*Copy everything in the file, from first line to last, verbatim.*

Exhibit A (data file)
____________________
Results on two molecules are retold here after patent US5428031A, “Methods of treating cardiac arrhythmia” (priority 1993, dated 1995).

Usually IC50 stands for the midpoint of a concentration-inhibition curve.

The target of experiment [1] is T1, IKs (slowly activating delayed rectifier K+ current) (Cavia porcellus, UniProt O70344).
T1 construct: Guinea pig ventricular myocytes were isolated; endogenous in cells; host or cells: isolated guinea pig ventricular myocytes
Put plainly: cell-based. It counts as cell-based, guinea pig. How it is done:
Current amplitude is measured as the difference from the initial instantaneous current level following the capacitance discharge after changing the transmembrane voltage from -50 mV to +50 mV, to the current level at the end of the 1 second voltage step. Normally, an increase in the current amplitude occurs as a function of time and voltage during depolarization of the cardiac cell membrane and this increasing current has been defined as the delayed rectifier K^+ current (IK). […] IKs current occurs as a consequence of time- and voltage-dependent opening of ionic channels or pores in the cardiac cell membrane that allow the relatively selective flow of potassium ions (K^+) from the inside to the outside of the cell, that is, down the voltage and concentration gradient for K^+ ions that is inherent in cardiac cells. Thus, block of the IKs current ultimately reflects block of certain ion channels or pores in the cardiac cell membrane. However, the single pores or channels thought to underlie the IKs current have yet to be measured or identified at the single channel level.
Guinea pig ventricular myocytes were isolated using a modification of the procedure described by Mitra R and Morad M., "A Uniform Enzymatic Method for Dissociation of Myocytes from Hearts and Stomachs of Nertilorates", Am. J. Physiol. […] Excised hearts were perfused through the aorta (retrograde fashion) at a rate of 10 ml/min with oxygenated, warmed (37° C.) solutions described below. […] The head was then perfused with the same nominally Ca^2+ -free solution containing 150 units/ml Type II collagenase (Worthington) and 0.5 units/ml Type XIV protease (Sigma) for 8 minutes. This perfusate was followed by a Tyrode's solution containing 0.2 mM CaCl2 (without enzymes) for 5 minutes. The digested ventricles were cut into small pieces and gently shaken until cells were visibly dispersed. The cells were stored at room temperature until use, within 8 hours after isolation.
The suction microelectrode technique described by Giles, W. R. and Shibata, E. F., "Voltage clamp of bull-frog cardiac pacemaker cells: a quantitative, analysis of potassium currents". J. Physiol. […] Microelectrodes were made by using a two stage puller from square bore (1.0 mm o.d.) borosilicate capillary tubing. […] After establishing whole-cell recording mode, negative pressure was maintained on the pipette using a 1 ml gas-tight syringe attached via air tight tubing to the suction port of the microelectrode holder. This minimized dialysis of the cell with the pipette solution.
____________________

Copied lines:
Results on two molecules are retold here after patent US5428031A, “Methods of treating cardiac arrhythmia” (priority 1993, dated 1995).

Usually IC50 stands for the midpoint of a concentration-inhibition curve.

The target of experiment [1] is T1, IKs (slowly activating delayed rectifier K+ current) (Cavia porcellus, UniProt O70344).
T1 construct: Guinea pig ventricular myocytes were isolated; endogenous in cells; host or cells: isolated guinea pig ventricular myocytes
Put plainly: cell-based. It counts as cell-based, guinea pig. How it is done:
Current amplitude is measured as the difference from the initial instantaneous current level following the capacitance discharge after changing the transmembrane voltage from -50 mV to +50 mV, to the current level at the end of the 1 second voltage step. Normally, an increase in the current amplitude occurs as a function of time and voltage during depolarization of the cardiac cell membrane and this increasing current has been defined as the delayed rectifier K^+ current (IK). […] IKs current occurs as a consequence of time- and voltage-dependent opening of ionic channels or pores in the cardiac cell membrane that allow the relatively selective flow of potassium ions (K^+) from the inside to the outside of the cell, that is, down the voltage and concentration gradient for K^+ ions that is inherent in cardiac cells. Thus, block of the IKs current ultimately reflects block of certain ion channels or pores in the cardiac cell membrane. However, the single pores or channels thought to underlie the IKs current have yet to be measured or identified at the single channel level.
Guinea pig ventricular myocytes were isolated using a modification of the procedure described by Mitra R and Morad M., "A Uniform Enzymatic Method for Dissociation of Myocytes from Hearts and Stomachs of Nertilorates", Am. J. Physiol. […] Excised hearts were perfused through the aorta (retrograde fashion) at a rate of 10 ml/min with oxygenated, warmed (37° C.) solutions described below. […] The head was then perfused with the same nominally Ca^2+ -free solution containing 150 units/ml Type II collagenase (Worthington) and 0.5 units/ml Type XIV protease (Sigma) for 8 minutes. This perfusate was followed by a Tyrode's solution containing 0.2 mM CaCl2 (without enzymes) for 5 minutes. The digested ventricles were cut into small pieces and gently shaken until cells were visibly dispersed. The cells were stored at room temperature until use, within 8 hours after isolation.
The suction microelectrode technique described by Giles, W. R. and Shibata, E. F., "Voltage clamp of bull-frog cardiac pacemaker cells: a quantitative, analysis of potassium currents". J. Physiol. […] Microelectrodes were made by using a two stage puller from square bore (1.0 mm o.d.) borosilicate capillary tubing. […] After establishing whole-cell recording mode, negative pressure was maintained on the pipette using a 1 ml gas-tight syringe attached via air tight tubing to the suction port of the microelectrode holder. This minimized dialysis of the cell with the pipette solution.